31 – Anderson, Lavina Fielding, “The LDS Intellectual Community and Church Leadership: A Contemporary Chronology,” Dialogue, Vol.26, No.1
32 – Ensign 20 (May 1990): 1, 20 (Nov. 1990): 1, 21 (May 1991): 1, 21 (Nov. 1991): 1, 22 (May 1992): 1,22 (Nov. 1992): 1; photographs in “LDS Historian Says Benson’s Right-Wing Beliefs Caused Infighting, Church To Censure Speeches,” Salt Lake Tribune, 8 Aug. 1992, A-7, and in “Age Taking Its Toll On President Benson,” Salt Lake Tribune, 16 Jan. 1993, C-l. These are referenced in in D. Michael Quinn, “Ezra Taft Benson and Mormon Political Conflicts”, Dialogue: A Journal of Mormon Thought 26:2 (Summer 1992) and Quinn, The Mormon Hierarchy: Extensions of Power Salt Lake City (Signature Books, 1994), Chapter 3
33 – “Longtime Doomsayer Seeks ‘Safety’ Back in LDS Fold,” Salt Lake Tribune, 24 Jan. 1993, B-6; also reference to the American Study Group in Malcolm S. Jeppsen, “We Shall Not Be Led Astray,” 8, computer print-out, 25 Oct. 1992
34 – John F. McManus, “‘A New World Order’ Means World Government,” The John Birch Society Bulletin (Nov. 1990): 3-14; “Birch Society Lauds ‘Fertile Soil’ In Utah,” Deseret News, 13 May 1991, B-2; “Utah’s Birchers Organizing To Fight Bush ‘Conspiracy,'” Salt Lake Tribune, 27 May 1991, B-l; “John Birch Society Skeptical of Communist Party Demise,” Salt Lake Tribune, 8 Sept. 1991, B-l; ‘”John Bircher’ Recruits Join Fight Against New World Order,” Salt Lake Tribune, 21 June 1992, B-l. These are referenced in in D. Michael Quinn, “Ezra Taft Benson and Mormon Political Conflicts”, Dialogue: A Journal of Mormon Thought 26:2 (Summer 1992) and Quinn, The Mormon Hierarchy: Extensions of Power Salt Lake City (Signature Books, 1994), Chapter 3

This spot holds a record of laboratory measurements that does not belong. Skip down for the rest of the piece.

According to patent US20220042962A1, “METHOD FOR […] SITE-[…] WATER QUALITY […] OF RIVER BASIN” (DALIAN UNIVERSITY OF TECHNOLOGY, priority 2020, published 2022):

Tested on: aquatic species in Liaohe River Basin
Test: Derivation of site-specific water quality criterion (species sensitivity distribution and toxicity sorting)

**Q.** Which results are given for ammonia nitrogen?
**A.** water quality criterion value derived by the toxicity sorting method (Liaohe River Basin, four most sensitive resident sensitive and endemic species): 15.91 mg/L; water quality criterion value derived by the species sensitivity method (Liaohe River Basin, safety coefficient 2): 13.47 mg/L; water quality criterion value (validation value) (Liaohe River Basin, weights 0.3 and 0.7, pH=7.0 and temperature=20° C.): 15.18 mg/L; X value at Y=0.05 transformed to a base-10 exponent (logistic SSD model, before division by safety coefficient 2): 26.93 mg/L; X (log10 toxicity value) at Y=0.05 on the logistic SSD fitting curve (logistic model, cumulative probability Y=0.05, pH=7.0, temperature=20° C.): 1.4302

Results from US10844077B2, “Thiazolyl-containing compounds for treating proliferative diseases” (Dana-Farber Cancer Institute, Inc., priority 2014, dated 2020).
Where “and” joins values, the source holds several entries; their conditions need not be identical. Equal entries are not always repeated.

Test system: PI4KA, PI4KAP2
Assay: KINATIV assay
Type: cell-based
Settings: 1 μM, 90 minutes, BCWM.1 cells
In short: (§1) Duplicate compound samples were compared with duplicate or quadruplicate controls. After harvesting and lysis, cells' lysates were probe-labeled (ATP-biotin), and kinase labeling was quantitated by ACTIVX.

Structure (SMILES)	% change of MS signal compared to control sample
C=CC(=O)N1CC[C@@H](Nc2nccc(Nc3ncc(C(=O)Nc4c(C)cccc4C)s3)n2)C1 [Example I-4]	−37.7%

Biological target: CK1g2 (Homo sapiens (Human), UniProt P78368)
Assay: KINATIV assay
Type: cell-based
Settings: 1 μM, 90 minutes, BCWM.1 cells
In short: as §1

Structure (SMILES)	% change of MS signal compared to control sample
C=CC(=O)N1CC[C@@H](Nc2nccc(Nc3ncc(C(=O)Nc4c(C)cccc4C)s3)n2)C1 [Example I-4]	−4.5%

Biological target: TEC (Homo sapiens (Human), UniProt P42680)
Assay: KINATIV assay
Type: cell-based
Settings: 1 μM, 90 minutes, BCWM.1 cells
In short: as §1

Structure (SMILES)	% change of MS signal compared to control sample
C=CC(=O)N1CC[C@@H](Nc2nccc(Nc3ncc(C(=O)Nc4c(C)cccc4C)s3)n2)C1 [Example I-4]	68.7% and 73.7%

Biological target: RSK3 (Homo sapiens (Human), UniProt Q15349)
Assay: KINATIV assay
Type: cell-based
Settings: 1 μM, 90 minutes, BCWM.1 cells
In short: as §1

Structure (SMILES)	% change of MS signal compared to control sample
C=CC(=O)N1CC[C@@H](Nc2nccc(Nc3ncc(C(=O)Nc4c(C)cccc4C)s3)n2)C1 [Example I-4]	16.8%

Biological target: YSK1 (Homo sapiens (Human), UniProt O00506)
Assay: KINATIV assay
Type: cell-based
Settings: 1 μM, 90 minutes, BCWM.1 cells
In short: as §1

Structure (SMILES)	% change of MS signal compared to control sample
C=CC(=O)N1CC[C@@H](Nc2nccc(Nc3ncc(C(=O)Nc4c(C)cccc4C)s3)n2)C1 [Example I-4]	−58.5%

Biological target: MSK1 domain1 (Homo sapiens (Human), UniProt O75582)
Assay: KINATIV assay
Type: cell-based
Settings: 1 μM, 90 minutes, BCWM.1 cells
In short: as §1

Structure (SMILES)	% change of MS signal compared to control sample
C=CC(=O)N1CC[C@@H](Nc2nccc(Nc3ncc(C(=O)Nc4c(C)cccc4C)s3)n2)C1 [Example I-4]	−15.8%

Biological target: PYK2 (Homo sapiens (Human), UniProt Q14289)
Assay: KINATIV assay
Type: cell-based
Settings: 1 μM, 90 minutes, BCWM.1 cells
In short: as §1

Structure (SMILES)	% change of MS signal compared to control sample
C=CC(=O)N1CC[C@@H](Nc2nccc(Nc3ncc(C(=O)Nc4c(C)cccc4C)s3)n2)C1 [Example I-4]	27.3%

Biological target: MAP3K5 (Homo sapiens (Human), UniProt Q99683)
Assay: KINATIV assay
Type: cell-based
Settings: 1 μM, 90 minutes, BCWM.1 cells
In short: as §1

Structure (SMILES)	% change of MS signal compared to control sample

35 – Encyclopedia of Mormonism, Daniel H. Ludlow (editor), New York: Macmillan, 1992, Appendix 2: A Chronology of Church History
36 – First Presidency and Twelve, “Fundamental Considerations in Proclaiming the Gospel,” March 6, 1991, Kimball Papers — as referenced in Lengthen Your Stride: The Presidency of Spencer W. Kimball (Working Draft)
37 – Bryan Waterman & Brian Kagel, “The Lord’s University: Freedom and Authority at Byu” Signature Books (1998)
38 – Anderson, Lavina Fielding, “The LDS Intellectual Community and Church Leadership: A Contemporary Chronology,” Dialogue, Vol.26, No.1; “LDS Official Acknowledges Church Monitors Critics,” Salt Lake Tribune (8 Aug. 1992): D-l; “LDS Leaders Say Scripture Supports Secret Files on Members,” Salt Lake Tribune (14 Aug. 1992): B-l; “Secret Files,” New York Times (22 Aug. 1992): 9. ; Michael Quinn interview on 5-6 September 1992 with Rodney P. Foster, assistant secretary in the First Presidency’s office from 1974 to 1981, and member of the Temple Department at LDS headquarters from 1981 to 1989. These are referenced in in D. Michael Quinn, “Ezra Taft Benson and Mormon Political Conflicts”, Dialogue: A Journal of Mormon Thought 26:2 (Summer 1992) and Quinn, The Mormon Hierarchy: Extensions of Power Salt Lake City (Signature Books, 1994), Chapter 3
39 – “Profile of the Splinter Group Members or Others with Troublesome Ideologies.” This list was based on instructions to stake presidents by Second Quorum of Seventy member Malcolm S. Jeppsen in his “We Shall Not Be Led Astray,” especially on page 8 of his computer print-out, 25 Oct. 1992 — as referenced in D. Michael Quinn, “Ezra Taft Benson and Mormon Political Conflicts”, Dialogue: A Journal of Mormon Thought 26:2 (Summer 1992) and Quinn, The Mormon Hierarchy: Extensions of Power Salt Lake City (Signature Books, 1994), Chapter 3